Become a Member

Get access to more than 30 brands, premium video, exclusive content, events, mapping, and more.

Already have an account? Sign In

Become a Member

Get access to more than 30 brands, premium video, exclusive content, events, mapping, and more.

Already have an account? Sign In


Gear Guy

Optimal Temperature for Sticky Rubber?

Lock Icon

Become a member to unlock this story and receive other great perks.

Already have an Outside Account? Sign in

Outside+ Logo

Intro Offer
$3.99 / month*

  • A $500 value with 25+ benefits including:
  • Access to all member-only content on all 17 publications in the Outside network like Rock and Ice, Climbing, Outside, Backpacker, Trail Runner and more
  • Annual subscription to Climbing magazine.
  • Annual gear guides for climbing, camping, skiing, cycling, and more
  • Gaia GPS Premium with hundreds of maps and global trail recommendations, a $39.99 value
  • Outside Learn, our new online education hub loaded with more than 2,000 videos across 450 lessons including 6 Weeks to Stronger Fingers and Strength Training for Injury Prevention
  • Premium access to Outside TV and 1,000+ hours of exclusive shows
  • Annual subscription to Outside magazine
Join Outside+

*Outside memberships are billed annually. Print subscriptions available to U.S. residents only. You may cancel your membership at anytime, but no refunds will be issued for payments already made. Upon cancellation, you will have access to your membership through the end of your paid year. More Details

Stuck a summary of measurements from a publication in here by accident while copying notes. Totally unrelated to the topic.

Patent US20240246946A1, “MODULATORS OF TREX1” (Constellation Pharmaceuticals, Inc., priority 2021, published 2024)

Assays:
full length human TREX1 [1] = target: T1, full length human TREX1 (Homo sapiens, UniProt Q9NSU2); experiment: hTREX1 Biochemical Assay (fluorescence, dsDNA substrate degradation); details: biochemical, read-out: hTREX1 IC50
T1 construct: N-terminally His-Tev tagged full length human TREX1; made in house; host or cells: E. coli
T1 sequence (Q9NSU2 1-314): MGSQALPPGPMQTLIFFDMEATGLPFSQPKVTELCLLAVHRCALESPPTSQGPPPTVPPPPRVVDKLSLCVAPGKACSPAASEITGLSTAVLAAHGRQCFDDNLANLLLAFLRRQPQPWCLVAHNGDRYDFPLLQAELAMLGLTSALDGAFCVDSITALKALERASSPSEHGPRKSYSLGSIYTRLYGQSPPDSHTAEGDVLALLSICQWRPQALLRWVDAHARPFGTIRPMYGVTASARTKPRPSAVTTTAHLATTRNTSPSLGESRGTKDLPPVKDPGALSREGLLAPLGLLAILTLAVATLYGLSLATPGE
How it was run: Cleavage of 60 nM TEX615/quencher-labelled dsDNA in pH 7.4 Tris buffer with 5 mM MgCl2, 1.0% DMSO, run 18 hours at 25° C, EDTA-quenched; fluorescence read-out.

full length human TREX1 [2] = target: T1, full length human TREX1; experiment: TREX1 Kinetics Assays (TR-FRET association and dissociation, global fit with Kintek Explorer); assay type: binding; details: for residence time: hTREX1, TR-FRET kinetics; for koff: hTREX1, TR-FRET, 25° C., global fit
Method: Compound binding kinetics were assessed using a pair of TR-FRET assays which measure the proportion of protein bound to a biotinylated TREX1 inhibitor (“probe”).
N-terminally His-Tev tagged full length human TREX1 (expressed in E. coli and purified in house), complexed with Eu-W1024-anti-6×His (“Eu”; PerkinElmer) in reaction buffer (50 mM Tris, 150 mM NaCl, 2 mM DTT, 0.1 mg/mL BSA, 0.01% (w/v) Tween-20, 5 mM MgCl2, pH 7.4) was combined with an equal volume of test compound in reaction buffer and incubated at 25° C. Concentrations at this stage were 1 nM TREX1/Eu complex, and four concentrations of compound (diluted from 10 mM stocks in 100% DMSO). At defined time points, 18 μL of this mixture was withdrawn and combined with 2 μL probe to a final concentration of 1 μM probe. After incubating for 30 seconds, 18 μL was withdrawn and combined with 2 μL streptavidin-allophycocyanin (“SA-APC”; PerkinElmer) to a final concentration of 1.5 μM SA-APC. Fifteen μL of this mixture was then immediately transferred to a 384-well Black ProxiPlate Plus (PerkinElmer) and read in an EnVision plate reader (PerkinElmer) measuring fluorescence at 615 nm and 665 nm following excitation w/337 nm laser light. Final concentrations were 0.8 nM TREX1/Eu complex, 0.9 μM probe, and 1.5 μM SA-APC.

A friend warms his climbing shoes in his armpits. I said that sticky rubber works best at low temps and that he shouldn’t heat up the soles. We agreed to settle the argument by Googling. Most articles say the optimal range for rubber stickiness is 32 to 40 degrees. At what temperature is friction the highest?


Google? Little more than glorified spyware that tracks your every move and records it forever. Heating the rubber could make it stickier and probably does, but a blanket statement won’t tell the entire story. Different shoes use different rubbers cooked differently. Always, there’s a tradeoff between making rubber more elastic, or softer, and keeping it firm enough to hold on edges. This is why edging shoes can have harder rubber, and slippers tend to have gummy rubber. Making rubber, any vulcanizer will tell you, is an art. Glassy holds are best attacked with stickiness, but granite chips succumb most favorably to a firm rubber.

Your buddy might be on to something, or he could be a weirdo. They say that sniffing your armpit can instantly if briefly boost your energy. Perhaps that is his secret. Warming rock shoes under your arms will soften the rubber, though fleetingly if the rock is cold. In the days of old when it was brisk outside we’d flip our E.B.s sole side up like basking rattlesnakes and let the sun warm them. Didn’t help but we kept trying.

The optimal temperature for shoe rubber is anecdotal. Determining what works best for you is as scientific as it gets. The range you found, 32 to 40 degrees, seems cold to me, especially for the appendages not encased in shoes.

My shoes feel best when the air temp is 50 to 60 degrees, but it’s not like I carry a thermometer or can always control the weather. When my shoes feel icy and boardy I might tuck them under a jacket and sometimes I rub the soles together until they stick to one another.

If your buddy believes that warming his shoes in his armpits is helping, no need to say otherwise. Just keep in mind that the holds he steps on will soon be your handholds. Think about that before you head out for Ethiopian food. Gear Guy has spoken!

This Gear Guy question appeared in Rock and Ice issue 251 (July 2018).

Got a question? Email:

Feature image: Tommy Lisbin.

Also Read

Gear Guy: Should I Resole My Rock Shoes?

Gear Guy: Is a Flat Rope Safe?

Gear Guy: Will Dog Urine Harm My Rope?